by K. Richard, Sep 29, 2022 in NoTricksZone
Greenland’s climate changes are remarkably uncorrelated with climate model expectations and changes in atmospheric CO2.
When CO2 levels were in the mid-200s parts per million (11.7 to 4.5 thousand years ago) the Arctic and northern Greenland were 2-4°C warmer than now, ice margins were 80 km behind today’s, ice-free open water conditions prevailed, and Greenland warmed 10°C in just 60 years (Elnegaard Hansen et al., 2022).
Past interglacial CO2 levels of only 280 ppm were associated with a “nearly ice free” Greenland and the presence of flora and fauna in subarctic terrestrial environments 1000 km northwards of where they can survive today, implying “at least 5°C higher temperatures” (Bennike and Böcher, 2021). Summer sea water temperatures were as much as “7-8°C higher than at present”.
by Dr R. Spencer, Sep 29, 2022 in WUWT
With Hurricane Ian (now a tropical storm) exiting the east coast of Florida, there is no shortage of news reports tying this storm to climate change. Even if those claims actually include data to support their case, those data are usually for cherry-picked regions and time periods. If global warming is causing a change in tropical cyclone activity, it should show up in global statistics.
The latest peer-reviewed study (March 2022, here) of the accumulated wind energy in tropical cyclones since 1990 (when we started have sufficient global data) showed a decrease in hurricane activity. There was an increase in Atlantic activity, but this was matched by an even larger decrease in Pacific activity, due to a shift from El Nino to La Nina conditions during that time.
So, yes, there is climate change involved in the uptick in Atlantic activity in recent decades. But it’s natural.
Looking at just the numbers of global hurricanes since 1980, we see no obvious trends.
by D. Whitehouse, Sep 23, 2022 in NetZeroWatch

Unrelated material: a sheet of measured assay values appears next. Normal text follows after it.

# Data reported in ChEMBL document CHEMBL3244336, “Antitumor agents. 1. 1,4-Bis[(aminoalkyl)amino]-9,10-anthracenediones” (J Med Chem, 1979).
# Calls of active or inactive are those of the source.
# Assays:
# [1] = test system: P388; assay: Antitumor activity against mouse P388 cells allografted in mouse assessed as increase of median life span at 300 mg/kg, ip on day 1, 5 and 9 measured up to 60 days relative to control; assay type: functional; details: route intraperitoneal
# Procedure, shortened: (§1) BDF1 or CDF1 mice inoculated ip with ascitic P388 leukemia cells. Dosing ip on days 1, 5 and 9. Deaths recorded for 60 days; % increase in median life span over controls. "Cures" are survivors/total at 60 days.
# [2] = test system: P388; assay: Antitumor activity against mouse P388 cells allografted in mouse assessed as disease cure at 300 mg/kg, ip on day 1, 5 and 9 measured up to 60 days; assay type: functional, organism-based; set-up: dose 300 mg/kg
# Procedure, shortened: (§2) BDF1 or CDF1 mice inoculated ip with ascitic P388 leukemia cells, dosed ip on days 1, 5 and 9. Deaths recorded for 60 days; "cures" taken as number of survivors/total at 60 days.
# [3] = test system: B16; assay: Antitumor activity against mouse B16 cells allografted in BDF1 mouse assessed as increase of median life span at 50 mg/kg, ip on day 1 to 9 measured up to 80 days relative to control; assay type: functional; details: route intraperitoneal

The so-called hiatus in global annual average temperature between 2002 – 2014, once controversial to some but now well-established in the peer-reviewed literature, ended in 2014 with the start of a series of record-breaking El Nino events that spiked global temperature with a subsequent fall-back. Now a new study into the effect of man-made aerosol pollution adds to likely reasons for the end of the hiatus, and may point to lower estimates for future global warming.
An international research team writing in the journal Atmospheric Chemistry and Physics, uses satellite data to show that concentrations of aerosol particles have decreased significantly since 2000. This is good news as cleaner air benefits health, but it also reduces particles’ which have a cooling effect on the terrestrial climate.
According to the Intergovernmental Panel on Climate Change (IPCC), by 2019 the global temperature had risen by 1.1 degrees Celsius compared to pre-industrial levels due to increasing greenhouse gasses from burning fossil fuels. At the same time the combustion of fossil fuels emit aerosols which cool our climate by reflecting sunlight and increasing the reflectivity of clouds.
Professor Johannes Quaas, a meteorologist at Leipzig University, and colleagues from Europe, China, and the US have published robust observational evidence of significant reduction of aerosol pollution and improved global air quality.